Do you work in the medical field? If so, you are familiar with credentialing rules. If you are a healthcare consumer, it’s important to understand these rules as well.
Patients should know if their provider and/or health facility are credentialed. This shows they meet the qualifications to provide safe and quality care. It’s important to become an active participant in your medical care.
Gone are the days where you blindly trust and follow doctor’s orders. Individuals must do their homework when choosing a healthcare provider. Continue reading this article to learn about healthcare credentialing.
Why Is Healthcare Credentialing Important?
Regulatory and private agencies decide on specific criteria. These credentials increase patient and consumer safety.
This is most often used in the medical profession. Yet, it’s also now used in public health and other professions to confirm employee competency. This protects their patients and consumers as well.
Care providers must show that they can perform their designated duties. This includes completing training programs, clinical experience, and passing exams. This establishes a set of standards that all patient care providers must meet.
Understanding Relevant Terminology
It’s important to understand the various terms related to credentials. Regulatory and private agencies established these protected terms. Healthcare professionals may receive a license, credential, certification, and/or privileges.
Some states interchange these terms. Yet, in the medical field, there are specific distinctions between these designations.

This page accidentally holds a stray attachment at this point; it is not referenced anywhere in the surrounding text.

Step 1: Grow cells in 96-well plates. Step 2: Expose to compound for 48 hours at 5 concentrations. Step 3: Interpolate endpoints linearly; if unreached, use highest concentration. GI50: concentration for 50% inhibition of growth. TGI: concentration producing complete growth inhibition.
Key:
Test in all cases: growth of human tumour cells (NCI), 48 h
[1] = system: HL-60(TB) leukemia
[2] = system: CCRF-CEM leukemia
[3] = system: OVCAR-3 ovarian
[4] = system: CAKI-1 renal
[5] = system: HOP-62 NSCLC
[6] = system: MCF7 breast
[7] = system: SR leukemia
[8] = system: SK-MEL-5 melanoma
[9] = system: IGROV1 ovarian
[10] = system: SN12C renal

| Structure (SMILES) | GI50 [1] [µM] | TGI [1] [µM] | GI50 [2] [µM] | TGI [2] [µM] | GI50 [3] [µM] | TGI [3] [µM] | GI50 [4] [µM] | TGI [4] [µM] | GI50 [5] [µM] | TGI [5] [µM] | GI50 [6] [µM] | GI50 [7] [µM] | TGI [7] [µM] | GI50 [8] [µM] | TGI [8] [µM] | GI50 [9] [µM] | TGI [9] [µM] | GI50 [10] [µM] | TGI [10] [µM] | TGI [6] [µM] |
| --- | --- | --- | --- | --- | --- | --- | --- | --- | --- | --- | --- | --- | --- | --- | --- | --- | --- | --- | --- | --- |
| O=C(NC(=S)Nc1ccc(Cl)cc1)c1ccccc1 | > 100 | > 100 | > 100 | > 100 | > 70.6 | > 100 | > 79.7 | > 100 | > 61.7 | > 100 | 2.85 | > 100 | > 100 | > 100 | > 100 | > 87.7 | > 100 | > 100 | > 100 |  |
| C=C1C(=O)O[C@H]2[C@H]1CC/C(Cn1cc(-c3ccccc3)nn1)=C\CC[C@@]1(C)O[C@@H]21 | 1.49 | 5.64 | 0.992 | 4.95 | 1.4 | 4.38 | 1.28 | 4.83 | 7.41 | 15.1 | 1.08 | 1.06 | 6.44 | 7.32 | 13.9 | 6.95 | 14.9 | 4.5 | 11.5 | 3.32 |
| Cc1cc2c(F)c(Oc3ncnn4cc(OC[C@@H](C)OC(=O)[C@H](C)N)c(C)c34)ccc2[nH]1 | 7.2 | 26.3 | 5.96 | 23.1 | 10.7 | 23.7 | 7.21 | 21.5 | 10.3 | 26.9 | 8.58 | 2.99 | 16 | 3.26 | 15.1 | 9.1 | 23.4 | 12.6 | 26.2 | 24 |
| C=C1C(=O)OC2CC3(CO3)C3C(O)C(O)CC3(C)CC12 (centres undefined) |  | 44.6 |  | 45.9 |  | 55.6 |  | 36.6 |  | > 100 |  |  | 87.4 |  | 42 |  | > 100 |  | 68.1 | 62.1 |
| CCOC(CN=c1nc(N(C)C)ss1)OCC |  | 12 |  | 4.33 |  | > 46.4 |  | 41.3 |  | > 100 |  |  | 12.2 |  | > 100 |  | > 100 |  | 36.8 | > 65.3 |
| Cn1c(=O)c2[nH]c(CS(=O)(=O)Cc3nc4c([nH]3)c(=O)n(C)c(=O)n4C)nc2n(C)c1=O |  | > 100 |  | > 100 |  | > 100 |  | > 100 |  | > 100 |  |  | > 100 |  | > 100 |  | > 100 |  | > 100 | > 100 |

Achieving a means that the individuals have met all designated criteria. This includes completing specific training. You must also show mastery of key knowledge and experience to perform their duties.
The state-mandated scope of practice uses these classifications. This defines the performance boundaries for patient care duties and tasks. It also defines professional competencies.
Regulatory agencies award licenses. The license signifies the completion of all state qualifications to practice.
Licensure includes completion of an education program including clinical experience. The final step involves completing the licensure examination.
Many licensure requirements include ongoing continuing education and training. Some professionals must also complete periodic re-examination.
The state grants licensure. If professionals want to practice in another state, they must meet that state’s rules.
Employers, most often hospitals or health maintenance organizations (HMOs), grant credentials. To receive a credential, the employee must:
- complete mandatory education
- complete job-specific training
- complete the required amount of practical experience
This allows them to practice in the state. The organization follows state or local laws and rules when granting a credential.
Depending on state and local regulations, this credential may need periodic renewal.
Privileging allows a medical provider to practice in a specific facility. Hospitals, HMOs, and other healthcare companies grant privileges. This also describes what activities a provider may do when working in the facility.